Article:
Happy summer! Or winter! Oops, that doesn't work. I'll just stick with "Happy summer".

05 June 2008

Tuscan dining

Thursday, June 5, 2008

You know those Italian meals you hear about? The ones that go on forever, course after course, accompanied by rivers of wine and then more stuff? Well, we had one of those last night. And miraculously I didn’t die. In fact I’m awake enough at 9:00 in the morning to tell about it! No hangover. No headache! I do believe in miracles.
So yesterday (Wednesday) was a conference outing day. There were about 50 of us – maybe 44 mathematicians, 5 spouses, and a lovely tour guide called Laura. We spent a big part of the day in Lucca which is separated from Pisa by mountains (Monte Pisano). We learned about the great rivalry between the folks of Lucca and those of Pisa. Pisans hate everyone, we were informed. In Lucca we walked along the city walls – a 4 km stretch with great views and lots of greenery, but we only did about a km. Then we entered the old city and took in the highlights. Narrow streets, beautiful piazzas, towers, Roman and medieval architecture and Renaissance churches make this little town really charming. It’s also the birthplace of Puccini which excited me and this year it’s the 150th anniversary of his birth. There were cafes with names like Turandot and Tosca.

We spent the late afternoon in a little village called Montecarlo which is perched on the slopes of a mountain. From here there are sweeping views down to the plains. We got a tour of the imposing fort which is now someone’s private home.

Then, at 6:30 we got taken to a wine farm just outside Montecarlo. This was where we were booked for a prepaid dinner. Again, views from the farm were quite stupendous. Lush fields (it’s been raining a lot), vineyards, olive groves, wildflowers like broom and red poppies. The air was heavily scented with star jasmin, white lavender, and a special lemony mint bush which seemed to grow everywhere.
At the farm we were seated at long wooden tables in a ‘cave’. At each table of about 15 people there were 8 bottles of wine – whites and reds – produced right at this farm. We were invited to do a ‘tasting’. So we dove into it with gusto, having been hard at work sightseeing all day. Plates of antipasto arrived – bread accompanied by cold-pressed olive oil and aged balsamic vinegar, bruscetta, sundried tomatoes, olives, prosciutto, and slices of cheese. After this came a Tuscan soup – ribolleto – delicately flavored and delicious. This hearty soup is made with cabbage and lots of veggies, and thickened with white bread. I was now on my 4th wine – the 1st red – and loving it. After the emptied soup bowls were taken away, the primi piatti – pasta course - arrived. Of course it was home-made pasta – parpadelle – with a light tomato sauce for the vegetarians. Heavenly as would be expectd. I tried to get through as many of the reds left to sample through this course. A robust red was on its way for the main course!! The company around me was getting increasingly animated. They seemed to have no trouble chugging down the wine. The main course arrived – a mushroom terrine (I think - it was brown and tasted meaty, but we were assured it was vegetarian!) for the vegetarians. Meats of various kinds for the carnivores. The robust red – a pure Merlot – arrived. It was quite special – dry, a little smoky, with hints of blackberry on the nose. Excellent food, and bloody good wine.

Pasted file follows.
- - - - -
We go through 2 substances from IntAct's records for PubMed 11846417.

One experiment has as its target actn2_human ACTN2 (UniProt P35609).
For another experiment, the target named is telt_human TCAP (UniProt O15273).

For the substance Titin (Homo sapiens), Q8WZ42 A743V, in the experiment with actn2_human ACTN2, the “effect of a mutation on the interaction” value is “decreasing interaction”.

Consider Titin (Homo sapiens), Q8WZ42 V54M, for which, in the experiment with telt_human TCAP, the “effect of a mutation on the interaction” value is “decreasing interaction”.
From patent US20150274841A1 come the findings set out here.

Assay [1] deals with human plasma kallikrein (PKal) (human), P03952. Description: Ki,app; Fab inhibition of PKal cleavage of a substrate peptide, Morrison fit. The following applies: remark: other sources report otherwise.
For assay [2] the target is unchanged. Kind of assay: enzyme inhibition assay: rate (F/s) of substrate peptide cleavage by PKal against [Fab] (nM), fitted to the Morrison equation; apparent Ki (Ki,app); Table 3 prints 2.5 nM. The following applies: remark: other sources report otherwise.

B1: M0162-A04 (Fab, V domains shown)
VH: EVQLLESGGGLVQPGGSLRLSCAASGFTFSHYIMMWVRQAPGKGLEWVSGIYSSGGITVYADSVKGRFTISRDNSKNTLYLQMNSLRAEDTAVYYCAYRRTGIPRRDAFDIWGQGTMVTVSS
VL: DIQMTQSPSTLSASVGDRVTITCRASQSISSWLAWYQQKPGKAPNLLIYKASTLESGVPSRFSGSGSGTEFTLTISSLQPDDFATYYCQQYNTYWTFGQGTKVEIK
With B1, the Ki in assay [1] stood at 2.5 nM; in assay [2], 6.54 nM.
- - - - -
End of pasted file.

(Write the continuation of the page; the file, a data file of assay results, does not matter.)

At this point me and the folks at my table were engaged in a long discussion about Obama and Hillary. Sitting beside me were a German mathematician living in Illinois (Champagne-Urbana) and a woman mathematician from New York who was an ardent Hillary supporter. Across from us were three young male mathematicians - a Polish, a Belgian, and a German from Berlin. I can’t remember anyone’s name. The woman was pissed that Hillary lost. She was convinced it was because of sexism. When I pointed out that Obama had trouble clinching the nomination because of racism, she denied this. “Oh no. Hillary had a lot of supporters, that’s why the race was so close.”
“But, look who voted for her, and look who voted for Obama?” I pointed out.
She wasn’t budging.

The three Europeans were quite intrigued by the whole affair. They related stories of meeting Americans who claimed not to be racist, but said to them, “I can’t bring myself to vote for a black man.” They laughed. “Americans don’t even know when they are being racist!”
But, clearly, this exciting period in American politics is causing a lot of excitement in Europe.

By now my tummy felt like a lump of lead. The main course dishes were cleared away. Bottles of Vin Santo - a dessert wine – and plates of biscotti for dipping in the wine arrived at our tables. We obliged. And just as we were about to collapse the grappa arrived. We were told that grappa is a digestif – necessary after a meal of heavy eating and drinking. So, of course, we gulped down the grappa. Finally, shots of espresso came around. Not for me – I don’t do caffeine at night. A meal that started at 6:30 and ended at 10:30!